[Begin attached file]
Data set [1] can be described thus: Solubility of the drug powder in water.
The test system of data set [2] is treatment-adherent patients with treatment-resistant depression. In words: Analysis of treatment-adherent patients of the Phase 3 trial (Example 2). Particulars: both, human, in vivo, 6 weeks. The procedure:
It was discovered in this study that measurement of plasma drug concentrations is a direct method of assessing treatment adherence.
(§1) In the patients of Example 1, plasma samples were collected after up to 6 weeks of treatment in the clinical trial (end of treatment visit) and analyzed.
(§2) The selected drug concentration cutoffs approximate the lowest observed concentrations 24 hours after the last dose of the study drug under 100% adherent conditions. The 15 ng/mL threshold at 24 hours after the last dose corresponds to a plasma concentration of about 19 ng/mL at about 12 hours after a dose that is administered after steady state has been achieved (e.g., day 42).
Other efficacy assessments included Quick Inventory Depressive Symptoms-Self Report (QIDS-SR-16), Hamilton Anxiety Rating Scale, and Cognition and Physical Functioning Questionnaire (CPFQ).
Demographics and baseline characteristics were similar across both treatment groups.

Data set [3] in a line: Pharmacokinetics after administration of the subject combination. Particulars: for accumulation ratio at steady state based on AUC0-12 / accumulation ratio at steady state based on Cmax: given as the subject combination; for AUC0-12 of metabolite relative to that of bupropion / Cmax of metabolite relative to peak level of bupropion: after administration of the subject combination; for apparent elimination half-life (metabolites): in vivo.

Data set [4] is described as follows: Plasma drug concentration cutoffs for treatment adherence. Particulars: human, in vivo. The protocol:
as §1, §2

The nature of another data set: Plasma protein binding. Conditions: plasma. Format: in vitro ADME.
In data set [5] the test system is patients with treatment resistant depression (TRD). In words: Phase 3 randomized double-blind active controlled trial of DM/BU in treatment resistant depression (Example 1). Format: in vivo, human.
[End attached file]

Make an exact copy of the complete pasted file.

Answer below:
Data set [1] can be described thus: Solubility of the drug powder in water.
The test system of data set [2] is treatment-adherent patients with treatment-resistant depression. In words: Analysis of treatment-adherent patients of the Phase 3 trial (Example 2). Particulars: both, human, in vivo, 6 weeks. The procedure:
It was discovered in this study that measurement of plasma drug concentrations is a direct method of assessing treatment adherence.
(§1) In the patients of Example 1, plasma samples were collected after up to 6 weeks of treatment in the clinical trial (end of treatment visit) and analyzed.
(§2) The selected drug concentration cutoffs approximate the lowest observed concentrations 24 hours after the last dose of the study drug under 100% adherent conditions. The 15 ng/mL threshold at 24 hours after the last dose corresponds to a plasma concentration of about 19 ng/mL at about 12 hours after a dose that is administered after steady state has been achieved (e.g., day 42).
Other efficacy assessments included Quick Inventory Depressive Symptoms-Self Report (QIDS-SR-16), Hamilton Anxiety Rating Scale, and Cognition and Physical Functioning Questionnaire (CPFQ).
Demographics and baseline characteristics were similar across both treatment groups.

Data set [3] in a line: Pharmacokinetics after administration of the subject combination. Particulars: for accumulation ratio at steady state based on AUC0-12 / accumulation ratio at steady state based on Cmax: given as the subject combination; for AUC0-12 of metabolite relative to that of bupropion / Cmax of metabolite relative to peak level of bupropion: after administration of the subject combination; for apparent elimination half-life (metabolites): in vivo.

Data set [4] is described as follows: Plasma drug concentration cutoffs for treatment adherence. Particulars: human, in vivo. The protocol:
as §1, §2

The nature of another data set: Plasma protein binding. Conditions: plasma. Format: in vitro ADME.
In data set [5] the test system is patients with treatment resistant depression (TRD). In words: Phase 3 randomized double-blind active controlled trial of DM/BU in treatment resistant depression (Example 1). Format: in vivo, human.